The hope in these verses make me tingle. God will build us up again. We will dance for joy again. We will plant vineyards and farmlands and harvest them again. We will have life as normal again. Gosh, I can’t wait for Again to begin. How about you?

The time will come when
    the watchmen shout from
        the highlands of Ephraim:
“Get ready! We’re going up to Zion
    to the Lord our God!”

Hold on to these words. There will be a time when this virus is completely gone from this earth. Get ready! And in the meantime, look for grace in the wilderness.

Grace in the Wilderness by Michelle Robertson

Every Kind of Aggravation

We are living in the days of every kind of aggravation. In all of my years of living, I have never experienced this level of sustained aggravation before. There were certainly times of grief, trial, exhaustion, and all manner of challenges, but not like this. How about you? I won’t even attempt to list them, but just a snapshot of trying to buy groceries once a week should give you a picture. Spoiler alert: there is a lot of WHINING in this next section.

I don’t report to work early on Sundays anymore since we are now taping the service on Thursdays. That should make for a nice, slow Sabbath. But in the early days of the pandemic, when I was still driving to church on Sunday to do Facebook Live, I discovered that my local Publix opened at 8AM and was very uncrowded…and the toilet paper was restocked every Saturday night.

So now I get out early on Sundays just to shop. That is the beginning of all kinds of aggravation. Mostly it is my N95 mask and disposable gloves that aggravate the heck out of me. By the time I speed through the aisles, being careful to follow the one-way arrows and social distancing, my claustrophobia is peaking and my hands are literally dripping with sweat. And even though I have a concise list, I spend time waiting my turn to go down an aisle that already has a looky-loo leisurely standing in front of an array of products and seemingly reading the ingredient list of each one. She can see me waiting (I dare not pass her) yet she lingers…and ends up not putting anything in her cart.

A friend and I were commiserating about the fact that we used to enjoy shopping and found it relaxing. Now it is like entering a war zone of mine fields, and your heart is racing to just get out. Not to mention all the shortages of products, resulting in having to think on the fly of different meals based on what is actually available. OK, RANT OVER.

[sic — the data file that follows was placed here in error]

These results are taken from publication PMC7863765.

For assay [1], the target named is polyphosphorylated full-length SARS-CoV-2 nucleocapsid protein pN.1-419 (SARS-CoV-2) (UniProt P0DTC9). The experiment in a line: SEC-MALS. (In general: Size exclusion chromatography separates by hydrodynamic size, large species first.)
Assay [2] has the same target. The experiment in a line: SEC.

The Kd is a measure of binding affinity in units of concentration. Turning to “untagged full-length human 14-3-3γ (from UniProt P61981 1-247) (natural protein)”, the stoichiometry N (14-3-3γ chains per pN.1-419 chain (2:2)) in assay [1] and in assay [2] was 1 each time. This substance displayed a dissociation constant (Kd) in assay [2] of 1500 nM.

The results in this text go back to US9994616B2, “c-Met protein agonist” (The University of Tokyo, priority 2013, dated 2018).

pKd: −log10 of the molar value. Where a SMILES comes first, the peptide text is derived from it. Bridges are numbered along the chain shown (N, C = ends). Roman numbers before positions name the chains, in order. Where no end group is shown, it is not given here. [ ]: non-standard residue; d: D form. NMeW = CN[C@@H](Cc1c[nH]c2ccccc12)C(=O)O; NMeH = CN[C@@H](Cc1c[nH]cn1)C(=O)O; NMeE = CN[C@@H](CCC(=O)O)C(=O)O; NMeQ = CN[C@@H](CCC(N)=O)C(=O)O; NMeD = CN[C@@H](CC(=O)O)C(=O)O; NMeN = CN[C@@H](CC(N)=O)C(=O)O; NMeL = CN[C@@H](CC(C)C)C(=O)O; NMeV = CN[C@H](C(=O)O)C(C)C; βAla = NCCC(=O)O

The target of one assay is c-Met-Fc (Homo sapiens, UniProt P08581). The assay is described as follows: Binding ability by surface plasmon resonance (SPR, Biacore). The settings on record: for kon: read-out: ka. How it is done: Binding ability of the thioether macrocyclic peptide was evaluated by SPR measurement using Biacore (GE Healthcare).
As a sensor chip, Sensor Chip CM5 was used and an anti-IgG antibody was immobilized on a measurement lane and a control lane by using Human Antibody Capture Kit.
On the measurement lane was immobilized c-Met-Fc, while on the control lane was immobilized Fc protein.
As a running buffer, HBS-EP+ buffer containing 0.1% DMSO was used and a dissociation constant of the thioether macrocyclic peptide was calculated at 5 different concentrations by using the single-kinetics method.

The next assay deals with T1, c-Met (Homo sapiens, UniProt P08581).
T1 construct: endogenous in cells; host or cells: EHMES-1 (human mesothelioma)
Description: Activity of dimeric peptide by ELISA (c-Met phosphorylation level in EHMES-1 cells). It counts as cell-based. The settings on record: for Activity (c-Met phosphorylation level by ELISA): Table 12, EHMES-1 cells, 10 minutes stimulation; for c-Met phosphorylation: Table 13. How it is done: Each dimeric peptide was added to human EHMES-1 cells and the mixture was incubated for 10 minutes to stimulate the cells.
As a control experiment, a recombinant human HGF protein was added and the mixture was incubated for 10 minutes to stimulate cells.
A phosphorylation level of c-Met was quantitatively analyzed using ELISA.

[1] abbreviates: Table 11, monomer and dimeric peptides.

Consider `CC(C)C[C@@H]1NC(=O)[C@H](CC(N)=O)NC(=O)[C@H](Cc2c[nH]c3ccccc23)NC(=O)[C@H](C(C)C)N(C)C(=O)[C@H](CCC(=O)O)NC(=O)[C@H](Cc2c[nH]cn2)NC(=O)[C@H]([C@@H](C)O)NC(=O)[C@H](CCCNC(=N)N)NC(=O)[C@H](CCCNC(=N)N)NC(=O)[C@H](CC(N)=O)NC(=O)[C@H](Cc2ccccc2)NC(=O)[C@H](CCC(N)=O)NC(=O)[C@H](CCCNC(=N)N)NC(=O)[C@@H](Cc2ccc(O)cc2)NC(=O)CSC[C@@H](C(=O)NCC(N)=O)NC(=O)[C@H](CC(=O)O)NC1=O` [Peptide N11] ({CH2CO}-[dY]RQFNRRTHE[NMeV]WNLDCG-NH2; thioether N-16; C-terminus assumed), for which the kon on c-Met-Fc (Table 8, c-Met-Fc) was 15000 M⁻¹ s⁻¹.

Our passage from 1 Peter takes us away from whatever is aggravating us right now, and reminds us that we have been given a brand-new life and have everything to live for:

1 Peter 1 (The Message)

3-5 What a God we have! And how fortunate we are to have him, this Father of our Master Jesus! Because Jesus was raised from the dead, we’ve been given a brand-new life and have everything to live for, including a future in heaven—and the future starts now! God is keeping careful watch over us and the future. The Day is coming when you’ll have it all—life healed and whole.

My mantra for months now has been, “we are one day closer to the end of this thing.” Look at that last sentence: “The Day is coming when you’ll have it all—-life healed and whole.” Man, did I need to hear that this morning! How about you?

6-7 I know how great this makes you feel, even though you have to put up with every kind of aggravation in the meantime. Pure gold put in the fire comes out of it proved pure; genuine faith put through this suffering comes out proved genuine. When Jesus wraps this all up, it’s your faith, not your gold, that God will have on display as evidence of his victory.

Peter reminds us that faith, like gold, gets refined in the fire. Folks, we are in the fire right now. What a time to refine our faith! What an opportunity to come out of this thing stronger, better, and more deeply connected with God because we’ve worked hard to stay in the Word. Think about it…what would you normally be doing right now? Our hustle-bustle life got slammed shut. God is inviting us to use the SLOW to reevaluate EVERYTHING.

8-9 You never saw him, yet you love him. You still don’t see him, yet you trust him—with laughter and singing. Because you kept on believing, you’ll get what you’re looking forward to: total salvation.

What is God asking you to reevaluate today? Where do you need further refining? Will you go back to your old self when this is over?

I hope not. I hope that enduring every kind of aggravation right now bears the fruit of all kinds of godly behavior in all of us. And maybe I’ll learn to be more patient with the looky-loos in the grocery store. Anything is possible with God!

Another Day Closer by Lisa Lawrence